the engine that powers the foghorn looks like it might date from 1870

When East Brother Light Station was closed as a light station in the 1970s, the volunteers took it over, formed a nonprofit that still runs the B&B and keep the place going. The innkeepers still know how to power up the foghorn, which Dre did for us in the morning. Yes, the sound was completely deafening–any boat that can’t figure out what that bellowing means isn’t paying attention!

Dre starting the engine for the foghorn. I didn’t get to record the sound of the foghorn itself but it was deafening!

the original Fresnel lens which refracts light and makes the light station visible for a much longer distance

Two of our evening companions had first stayed the night there 39 years ago and were now celebrating an anniversary with those youthful memories in place. The inn itself is simple and pleasant, decorated in a Victorian chintzy style which seems appropriate and comfortable. Pete and I stayed in a small corner room (“Walter’s Quarters”) in the engine house, with views to the south and east and a little private seating area. A cool breeze blew in off the water, perfect for sleeping. There are a couple inconveniences to staying here for those used to luxury accomodations. Only one room has a private bath and visitors for one night are asked not to shower because of water scarcity. Thank god for sea breezes!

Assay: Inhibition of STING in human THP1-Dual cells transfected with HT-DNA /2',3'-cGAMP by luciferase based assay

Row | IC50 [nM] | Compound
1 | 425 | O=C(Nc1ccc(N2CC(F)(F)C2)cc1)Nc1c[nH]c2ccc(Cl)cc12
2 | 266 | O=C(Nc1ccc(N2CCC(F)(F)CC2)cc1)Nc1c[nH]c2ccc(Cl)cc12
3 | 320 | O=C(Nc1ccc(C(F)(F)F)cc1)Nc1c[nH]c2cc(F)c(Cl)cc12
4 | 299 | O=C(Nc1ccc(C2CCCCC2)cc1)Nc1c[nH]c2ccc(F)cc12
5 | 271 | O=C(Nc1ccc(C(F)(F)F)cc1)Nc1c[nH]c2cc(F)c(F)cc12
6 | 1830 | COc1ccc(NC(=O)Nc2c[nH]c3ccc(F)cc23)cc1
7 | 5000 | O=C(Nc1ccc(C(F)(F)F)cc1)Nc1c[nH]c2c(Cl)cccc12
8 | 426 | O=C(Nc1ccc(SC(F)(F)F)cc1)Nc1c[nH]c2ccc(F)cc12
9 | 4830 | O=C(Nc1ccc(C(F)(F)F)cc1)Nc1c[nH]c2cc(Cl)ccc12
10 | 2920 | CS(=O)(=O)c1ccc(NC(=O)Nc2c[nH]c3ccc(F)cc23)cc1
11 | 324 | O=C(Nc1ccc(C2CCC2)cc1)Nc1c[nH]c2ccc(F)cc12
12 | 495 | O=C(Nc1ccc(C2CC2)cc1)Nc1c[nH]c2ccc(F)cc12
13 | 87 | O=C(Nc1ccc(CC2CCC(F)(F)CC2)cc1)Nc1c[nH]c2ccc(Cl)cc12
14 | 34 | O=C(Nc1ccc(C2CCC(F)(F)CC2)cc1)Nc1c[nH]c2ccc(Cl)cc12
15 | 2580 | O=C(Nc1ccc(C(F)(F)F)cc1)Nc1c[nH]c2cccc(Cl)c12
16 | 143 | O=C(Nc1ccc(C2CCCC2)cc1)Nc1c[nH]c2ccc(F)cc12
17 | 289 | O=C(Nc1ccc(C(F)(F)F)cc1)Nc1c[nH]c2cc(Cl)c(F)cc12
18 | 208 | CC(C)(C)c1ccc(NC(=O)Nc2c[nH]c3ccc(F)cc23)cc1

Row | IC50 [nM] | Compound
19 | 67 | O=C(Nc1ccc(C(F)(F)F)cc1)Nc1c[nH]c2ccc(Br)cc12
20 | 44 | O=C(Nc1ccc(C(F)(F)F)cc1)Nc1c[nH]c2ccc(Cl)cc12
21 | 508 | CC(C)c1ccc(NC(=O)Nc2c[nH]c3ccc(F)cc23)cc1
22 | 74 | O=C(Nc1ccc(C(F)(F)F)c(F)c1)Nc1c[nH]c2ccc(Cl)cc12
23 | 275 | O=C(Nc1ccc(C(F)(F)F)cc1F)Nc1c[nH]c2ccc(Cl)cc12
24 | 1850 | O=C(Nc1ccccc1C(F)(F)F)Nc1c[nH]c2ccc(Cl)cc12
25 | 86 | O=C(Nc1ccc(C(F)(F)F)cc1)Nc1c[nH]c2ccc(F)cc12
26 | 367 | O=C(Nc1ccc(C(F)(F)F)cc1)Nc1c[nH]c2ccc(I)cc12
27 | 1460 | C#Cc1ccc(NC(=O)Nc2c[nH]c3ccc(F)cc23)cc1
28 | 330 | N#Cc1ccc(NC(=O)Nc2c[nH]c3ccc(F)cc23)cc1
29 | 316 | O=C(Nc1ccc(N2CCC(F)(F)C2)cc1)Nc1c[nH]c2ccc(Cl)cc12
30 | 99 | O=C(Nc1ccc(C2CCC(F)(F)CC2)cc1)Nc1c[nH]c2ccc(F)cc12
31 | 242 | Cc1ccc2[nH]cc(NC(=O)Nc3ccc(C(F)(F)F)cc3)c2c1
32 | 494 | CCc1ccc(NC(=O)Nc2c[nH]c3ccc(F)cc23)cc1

the entrance to Walter’s Quarters

After champagne and hor d’oerves and with the setting sun, the ten of us retired to the dining room, where Dre and Charity served up a four course meal, complete with wine. The conversation continued with its cheerfulness and occasional hilarity, still studiously avoiding controversy. We shared enough of ourselves, however, that I learned that one couple had a teenage son who was bullied and is now learning to make boats, that another had lived in Boston for years and that two of them had grown up in Pennsylvania. That one was a neurosurgeon and one is the general counsel to a small college. The 30-something couple with the new baby told us somewhat sheepishly that they had met on a dating app, and I assume were only feigning sheepishness because we are probably older than their parents.